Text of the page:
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Roger Halualani’s Lasting Impact

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Roger Halualani MBA 91 recently made a multi-year, $25,000 gift to support the Integrated Management Projects and Articulation and Critical Thinking (IMPACT) curriculum for MBA students.

A founding partner at the leading healthcare consulting firm, Epiphany Partners, Halualani assumes the GSM Alumni Association presidency on July 1. He shares what motivated his gift, reflections and highlights of his successful career—and his priorities for building the School’s alumni community.

How will the Halualani Fund for Curricular Innovation benefit new generations of UC Davis MBA students?

I support the IMPACT curriculum because the most valuable experience I had during my MBA program was the MGT 240 project. It allowed me to see how my areas of specialization complement and contrast with all the other areas in a strategic plan. It is important to understand that any weakness in a planning process due to assumptions, lack of knowledge and so forth can negatively impact the strength and applicability of the recommendations.Without my 240 experience, I would not be as strong a consultant, and I believe I would have less ability to identify areas of need and insights for my clients.

The Halualani Fund provides a foundation for the continuing development and improvement of the UC Davis MBA curriculum. I hope that this and other endowments will afford the School the necessary financial resources to continuously improve and enhance students’ learning opportunities.”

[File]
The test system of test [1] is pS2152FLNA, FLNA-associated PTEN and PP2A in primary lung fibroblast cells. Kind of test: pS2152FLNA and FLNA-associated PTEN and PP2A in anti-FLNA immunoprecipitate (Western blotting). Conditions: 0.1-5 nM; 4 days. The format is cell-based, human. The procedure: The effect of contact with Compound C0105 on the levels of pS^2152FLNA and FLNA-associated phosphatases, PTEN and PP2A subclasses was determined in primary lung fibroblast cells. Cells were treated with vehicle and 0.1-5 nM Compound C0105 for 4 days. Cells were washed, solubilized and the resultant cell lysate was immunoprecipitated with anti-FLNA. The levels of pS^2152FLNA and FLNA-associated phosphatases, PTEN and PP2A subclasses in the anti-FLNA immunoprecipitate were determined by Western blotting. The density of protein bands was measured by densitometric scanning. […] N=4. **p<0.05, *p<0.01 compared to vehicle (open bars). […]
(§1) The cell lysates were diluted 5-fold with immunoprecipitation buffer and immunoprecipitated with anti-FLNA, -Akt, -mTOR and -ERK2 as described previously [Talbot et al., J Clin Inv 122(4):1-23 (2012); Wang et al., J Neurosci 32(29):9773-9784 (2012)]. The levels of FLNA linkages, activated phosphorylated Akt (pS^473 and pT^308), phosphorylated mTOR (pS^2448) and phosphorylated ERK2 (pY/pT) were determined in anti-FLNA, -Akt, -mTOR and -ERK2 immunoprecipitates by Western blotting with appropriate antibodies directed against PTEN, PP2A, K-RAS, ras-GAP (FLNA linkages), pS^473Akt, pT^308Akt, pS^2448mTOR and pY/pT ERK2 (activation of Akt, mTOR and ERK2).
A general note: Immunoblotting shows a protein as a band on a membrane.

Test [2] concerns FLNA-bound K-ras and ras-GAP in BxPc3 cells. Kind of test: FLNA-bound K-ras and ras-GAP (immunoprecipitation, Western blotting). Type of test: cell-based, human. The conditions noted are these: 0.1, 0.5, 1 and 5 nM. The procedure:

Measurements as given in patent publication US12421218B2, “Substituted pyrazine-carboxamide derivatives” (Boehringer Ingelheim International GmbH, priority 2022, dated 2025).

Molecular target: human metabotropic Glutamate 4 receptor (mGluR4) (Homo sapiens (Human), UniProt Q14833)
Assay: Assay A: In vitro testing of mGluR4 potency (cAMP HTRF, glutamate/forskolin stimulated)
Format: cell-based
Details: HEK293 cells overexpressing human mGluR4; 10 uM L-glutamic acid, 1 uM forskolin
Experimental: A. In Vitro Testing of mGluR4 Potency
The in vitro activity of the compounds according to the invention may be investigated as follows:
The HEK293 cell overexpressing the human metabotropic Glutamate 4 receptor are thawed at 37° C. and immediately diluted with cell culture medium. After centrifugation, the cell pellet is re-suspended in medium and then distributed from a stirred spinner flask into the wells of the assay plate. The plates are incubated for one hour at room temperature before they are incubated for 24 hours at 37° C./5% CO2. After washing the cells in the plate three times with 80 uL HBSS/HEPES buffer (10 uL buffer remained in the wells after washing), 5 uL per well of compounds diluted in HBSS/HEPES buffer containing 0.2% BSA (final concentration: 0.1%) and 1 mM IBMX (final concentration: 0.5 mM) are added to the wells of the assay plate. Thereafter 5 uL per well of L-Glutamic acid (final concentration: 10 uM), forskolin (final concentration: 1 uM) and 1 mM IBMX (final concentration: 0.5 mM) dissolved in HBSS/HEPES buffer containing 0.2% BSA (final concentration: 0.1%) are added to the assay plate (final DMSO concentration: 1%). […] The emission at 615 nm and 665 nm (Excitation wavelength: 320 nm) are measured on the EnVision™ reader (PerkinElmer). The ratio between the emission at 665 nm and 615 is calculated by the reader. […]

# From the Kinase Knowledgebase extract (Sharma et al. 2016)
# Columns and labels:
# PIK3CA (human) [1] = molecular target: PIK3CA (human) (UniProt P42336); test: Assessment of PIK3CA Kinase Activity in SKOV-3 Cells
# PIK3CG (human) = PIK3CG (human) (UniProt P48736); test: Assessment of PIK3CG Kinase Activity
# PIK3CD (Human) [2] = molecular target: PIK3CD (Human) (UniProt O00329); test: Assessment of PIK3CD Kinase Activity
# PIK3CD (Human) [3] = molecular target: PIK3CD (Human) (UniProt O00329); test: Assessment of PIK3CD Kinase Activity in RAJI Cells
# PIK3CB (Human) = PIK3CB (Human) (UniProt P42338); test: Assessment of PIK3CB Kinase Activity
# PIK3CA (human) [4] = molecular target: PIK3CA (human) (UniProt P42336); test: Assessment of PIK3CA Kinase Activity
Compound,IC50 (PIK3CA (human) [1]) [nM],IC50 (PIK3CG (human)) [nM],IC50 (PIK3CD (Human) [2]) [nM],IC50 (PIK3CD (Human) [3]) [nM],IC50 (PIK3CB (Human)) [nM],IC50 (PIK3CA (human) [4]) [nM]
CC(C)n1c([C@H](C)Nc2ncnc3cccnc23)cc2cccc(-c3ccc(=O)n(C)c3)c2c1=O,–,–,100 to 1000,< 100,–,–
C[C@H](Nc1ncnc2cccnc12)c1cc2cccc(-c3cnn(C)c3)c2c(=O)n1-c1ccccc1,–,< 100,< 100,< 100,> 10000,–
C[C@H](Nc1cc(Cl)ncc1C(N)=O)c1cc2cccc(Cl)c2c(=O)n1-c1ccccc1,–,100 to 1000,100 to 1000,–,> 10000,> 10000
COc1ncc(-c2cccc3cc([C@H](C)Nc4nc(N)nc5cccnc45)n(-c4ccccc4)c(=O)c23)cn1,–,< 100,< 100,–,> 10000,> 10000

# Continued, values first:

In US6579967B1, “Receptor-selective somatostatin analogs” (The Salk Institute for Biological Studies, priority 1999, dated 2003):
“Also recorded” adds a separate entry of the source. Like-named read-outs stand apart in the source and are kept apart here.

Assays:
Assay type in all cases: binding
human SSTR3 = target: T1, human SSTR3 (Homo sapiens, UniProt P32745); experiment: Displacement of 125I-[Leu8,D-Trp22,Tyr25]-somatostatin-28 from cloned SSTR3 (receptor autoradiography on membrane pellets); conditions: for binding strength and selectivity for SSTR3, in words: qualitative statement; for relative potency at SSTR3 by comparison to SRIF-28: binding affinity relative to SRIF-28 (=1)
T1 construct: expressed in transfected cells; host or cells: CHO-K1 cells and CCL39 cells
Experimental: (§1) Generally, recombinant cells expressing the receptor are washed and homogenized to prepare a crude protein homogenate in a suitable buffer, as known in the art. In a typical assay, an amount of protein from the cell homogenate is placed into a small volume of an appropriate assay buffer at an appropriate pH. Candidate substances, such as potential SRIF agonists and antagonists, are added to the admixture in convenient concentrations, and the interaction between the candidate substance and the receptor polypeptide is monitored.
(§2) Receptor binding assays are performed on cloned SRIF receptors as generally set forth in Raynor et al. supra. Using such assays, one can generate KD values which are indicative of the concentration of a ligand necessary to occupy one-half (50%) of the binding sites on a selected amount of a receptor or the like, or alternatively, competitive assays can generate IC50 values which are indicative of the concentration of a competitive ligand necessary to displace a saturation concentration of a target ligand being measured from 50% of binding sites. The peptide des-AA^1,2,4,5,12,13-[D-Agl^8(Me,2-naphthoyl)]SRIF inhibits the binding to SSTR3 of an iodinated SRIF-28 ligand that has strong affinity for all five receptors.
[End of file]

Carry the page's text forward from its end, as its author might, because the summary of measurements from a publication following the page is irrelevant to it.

You’ve served on the GSM Alumni Board for several years and will become president on July 1. What are your priorities for building the alumni network and support for the School?

I believe it is important and imperative that alumni be involved with the School. It’s almost a cliché, but strengthening the MBA program improves the value of our degrees. More importantly, alumni involvement should be broadened to incorporate many different aspects of interaction.

Fundraising is critical to the long-term success of the School. As the state has divested support for the entire University of California system, the trickle-down impact is that a shrinking percentage of our budget is state funded and long-term budget planning has become one of the School’s biggest challenges.

Dean Currall’s strategic plan calls for gradually reducing our dependence on volatile state funding to establish long-term, financial sustainability. For the School to further support our students’ graduate education, this can only occur when our endowments—both the Working Professional and the Full-Time MBA Program—are able to fill any gaps left by budgetary gamesmanship.

Volunteering is another great way for alumni to participate and engage with the School—and build our alumni community. This can be everything for attending networking events to being involved in mock interviews, informational interviews, internships, hiring fairs and mentoring students. Identifying and being available to talk to prospective students in your region, industry and/or functional area helps drive home the value of a UC Davis MBA and highlights the strengths of our alumni.

Tell a little about your career path.

Before earning my MBA I was a laboratory geek. I worked in protein chemistry at Genentech and was very proficient at doing the same seven experiments every day. I realized I needed to consider an advanced degree and, instead of the typical PhD program, my mentor suggested that I talk to our firm’s businesspeople. After several candid discussions, it was clear that there was a need for businesspeople with a strong research and technical background.

This led me to the Graduate School of Management, and then back to Genentech. After working in market research, marketing and business development, I accepted the chance to join a recent spin-out company from Genentech, Genencor. I worked in business development, marketing and product development for the nascent industrial enzyme company.